The Das family is part of Sheffield’s Indian restaurant heritage, ever since Nishit Das ran the Curry Inn, his first venture near the traffic lights on Eccleshall Road, before taking on the Taj Mahal in the 1970s.
From Sheffield, the family moved to Atlanta in the early 80s and returned to Sheffield just before Nilendu Das married Aparna in 1992. Aparna is an arts graduate and comes from Varanassi in Uttar Pradesh, which inspired the name and outlook of their restaurant. Aparna and Nilendu run Varanassi as a partnership.
The family vision has always been for Varanassi to be an ‘Indian restaurant like no other’ and the eclectic and tasty menu is a far cry from the standard, including dishes such as Maharaja Mutton, Naaga Delight King Prawns and Machli Kalimirchi Curry. Their famous ‘green sauce’ is supervised by Aparna and is a family secret!
But this vision has been applied to business and not just dishes. Above the restaurant, the previously neglected bar space has been re-imagined with the restart grant payment that Varanassi received from Sheffield Council. The team created a new bar in 2021, with screens showing news and sport throughout the day, and live music and dancing in the evening.
When Nilendu and Aparna bought the building, the first floor was completely empty. Turning it into their comfortable, welcoming and visually unique bar space has taken a creative vision for what will work, as well as lots of hard graft. They thought about hiring someone to fit out the space, but eventually decided that Nilendu and Eric could do it themselves.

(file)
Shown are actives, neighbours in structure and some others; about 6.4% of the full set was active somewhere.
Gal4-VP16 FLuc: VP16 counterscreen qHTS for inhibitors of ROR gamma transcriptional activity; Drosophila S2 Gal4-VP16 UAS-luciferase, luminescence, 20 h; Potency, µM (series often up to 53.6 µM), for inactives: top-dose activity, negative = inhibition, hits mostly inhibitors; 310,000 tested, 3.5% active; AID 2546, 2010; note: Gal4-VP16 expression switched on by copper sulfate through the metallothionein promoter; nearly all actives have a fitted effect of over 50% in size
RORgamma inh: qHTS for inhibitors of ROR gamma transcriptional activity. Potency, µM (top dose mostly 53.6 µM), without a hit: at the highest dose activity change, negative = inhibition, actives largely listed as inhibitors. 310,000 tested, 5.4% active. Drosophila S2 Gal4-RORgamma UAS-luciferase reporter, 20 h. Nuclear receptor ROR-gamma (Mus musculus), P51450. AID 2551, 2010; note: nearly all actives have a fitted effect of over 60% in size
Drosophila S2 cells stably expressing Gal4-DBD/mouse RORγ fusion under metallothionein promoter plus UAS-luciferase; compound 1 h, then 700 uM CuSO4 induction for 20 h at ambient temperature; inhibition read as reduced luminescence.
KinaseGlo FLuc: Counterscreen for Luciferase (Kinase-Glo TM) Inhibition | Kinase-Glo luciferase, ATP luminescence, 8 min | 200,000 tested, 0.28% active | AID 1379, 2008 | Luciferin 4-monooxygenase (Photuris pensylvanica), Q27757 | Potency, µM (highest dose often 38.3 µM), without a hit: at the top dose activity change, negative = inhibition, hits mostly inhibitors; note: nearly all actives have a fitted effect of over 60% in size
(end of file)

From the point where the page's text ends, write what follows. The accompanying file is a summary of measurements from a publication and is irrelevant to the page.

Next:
They bought their impressive bar second-hand for £600, driving to Nottingham to pick it up and putting it together themselves. The curved upholstered benches around their tables were salvaged from a closed down shop. The large, wooden-framed lamps that stand around the space also came as a job lot; when customers ask about them, as they often do, Nilendu has been known to offer them a spare one.
Since its opening, the bar has proved a success. Nilendu remembers customers who have come up to the bar after dropping in to collect a takeaway; and two older ladies who had dinner in the restaurant and, when Nilendu encouraged them to try the bar after their meal, ended up staying and dancing until midnight. “At the end of the night I’m tired and keen to get home, but no one else wants to go!” jokes Nilendu, “But I like to see everyone happy and enjoying themselves.”
Throughout the pandemic and the fit-out of the bar space, Nilendu has been working with Esther Morrison, expert place maker and food consultant and one of Business Sheffield’s Business Information Officers. Nilendu first got in touch with Esther about applying for grants, and she visited the bar when it was just a shell.
“When she told me what she does,” says Nilendu, “I said, ‘I might need your help!’ It was Esther who gave me the idea to apply for a grant from Business Sheffield to help us through COVID-19, and she helped me identify that a bar upstairs would be good for the Crosspool area.” Esther advised Nilendu on the set-up and running of the bar space, as well as nominating him for the Star’s Small Business Awards.
“What we’ve achieved through Esther’s support,” says Nilendu, “is that the Varanassi Bar is doing really well, with live music on weekends, which no other pubs in the area have, and gives a lovely vibrant atmosphere. Everyone loves it.” As well as practical assistance, Esther’s enthusiasm for the bar project has given Nilendu valuable confidence. “This is your kingdom,” he recalls her saying; “You have the potential to make this place work.”